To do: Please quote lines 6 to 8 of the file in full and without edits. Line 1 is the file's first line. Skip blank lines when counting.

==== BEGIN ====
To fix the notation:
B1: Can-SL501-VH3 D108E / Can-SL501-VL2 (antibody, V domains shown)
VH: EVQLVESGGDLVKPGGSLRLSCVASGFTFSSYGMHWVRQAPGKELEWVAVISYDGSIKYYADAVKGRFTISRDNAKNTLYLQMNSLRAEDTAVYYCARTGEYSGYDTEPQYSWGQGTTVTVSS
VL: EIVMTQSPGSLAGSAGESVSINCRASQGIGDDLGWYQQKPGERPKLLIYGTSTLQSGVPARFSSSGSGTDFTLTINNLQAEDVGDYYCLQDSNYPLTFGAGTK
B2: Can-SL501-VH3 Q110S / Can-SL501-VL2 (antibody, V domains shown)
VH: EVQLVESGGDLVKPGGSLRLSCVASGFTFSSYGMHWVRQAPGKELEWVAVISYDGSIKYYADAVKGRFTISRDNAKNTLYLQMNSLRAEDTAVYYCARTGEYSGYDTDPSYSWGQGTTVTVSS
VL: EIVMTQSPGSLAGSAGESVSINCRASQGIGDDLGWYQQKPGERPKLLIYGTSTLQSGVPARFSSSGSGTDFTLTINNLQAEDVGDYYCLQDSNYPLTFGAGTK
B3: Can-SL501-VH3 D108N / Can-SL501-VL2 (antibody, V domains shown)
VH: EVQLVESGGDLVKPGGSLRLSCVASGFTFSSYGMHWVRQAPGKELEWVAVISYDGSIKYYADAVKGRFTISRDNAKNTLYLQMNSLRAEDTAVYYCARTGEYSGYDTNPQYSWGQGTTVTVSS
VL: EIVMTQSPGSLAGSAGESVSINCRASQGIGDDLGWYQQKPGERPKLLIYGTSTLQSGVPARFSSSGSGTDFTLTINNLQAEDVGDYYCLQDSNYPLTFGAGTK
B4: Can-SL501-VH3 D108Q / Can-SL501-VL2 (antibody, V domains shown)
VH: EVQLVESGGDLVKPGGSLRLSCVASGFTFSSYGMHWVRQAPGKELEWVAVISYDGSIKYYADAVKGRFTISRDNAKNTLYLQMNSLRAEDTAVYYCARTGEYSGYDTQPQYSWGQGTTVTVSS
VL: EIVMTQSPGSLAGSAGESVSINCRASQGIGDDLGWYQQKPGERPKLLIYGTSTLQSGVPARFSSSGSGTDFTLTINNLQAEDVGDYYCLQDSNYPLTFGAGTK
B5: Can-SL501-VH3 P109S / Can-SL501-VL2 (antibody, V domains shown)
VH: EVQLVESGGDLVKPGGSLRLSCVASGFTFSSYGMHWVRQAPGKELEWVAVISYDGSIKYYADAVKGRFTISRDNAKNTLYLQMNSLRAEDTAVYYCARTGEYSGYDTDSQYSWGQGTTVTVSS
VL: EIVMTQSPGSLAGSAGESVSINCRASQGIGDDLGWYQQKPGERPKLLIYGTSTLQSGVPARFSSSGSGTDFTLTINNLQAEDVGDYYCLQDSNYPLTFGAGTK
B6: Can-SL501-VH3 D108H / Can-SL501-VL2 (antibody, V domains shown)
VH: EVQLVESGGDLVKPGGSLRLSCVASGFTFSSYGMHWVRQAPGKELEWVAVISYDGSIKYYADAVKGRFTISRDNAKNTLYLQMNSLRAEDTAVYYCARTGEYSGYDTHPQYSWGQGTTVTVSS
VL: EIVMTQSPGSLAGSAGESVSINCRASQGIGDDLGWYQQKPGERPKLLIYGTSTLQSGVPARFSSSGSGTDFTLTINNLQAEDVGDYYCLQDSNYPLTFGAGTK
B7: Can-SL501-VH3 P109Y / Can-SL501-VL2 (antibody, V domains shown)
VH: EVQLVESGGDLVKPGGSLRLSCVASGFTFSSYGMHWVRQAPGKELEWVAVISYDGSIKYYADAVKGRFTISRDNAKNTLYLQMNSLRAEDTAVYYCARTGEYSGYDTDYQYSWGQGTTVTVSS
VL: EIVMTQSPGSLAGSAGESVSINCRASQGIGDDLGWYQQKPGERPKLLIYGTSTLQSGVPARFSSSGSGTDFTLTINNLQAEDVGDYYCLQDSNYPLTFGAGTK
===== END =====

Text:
VH: EVQLVESGGDLVKPGGSLRLSCVASGFTFSSYGMHWVRQAPGKELEWVAVISYDGSIKYYADAVKGRFTISRDNAKNTLYLQMNSLRAEDTAVYYCARTGEYSGYDTDPSYSWGQGTTVTVSS
VL: EIVMTQSPGSLAGSAGESVSINCRASQGIGDDLGWYQQKPGERPKLLIYGTSTLQSGVPARFSSSGSGTDFTLTINNLQAEDVGDYYCLQDSNYPLTFGAGTK
B3: Can-SL501-VH3 D108N / Can-SL501-VL2 (antibody, V domains shown)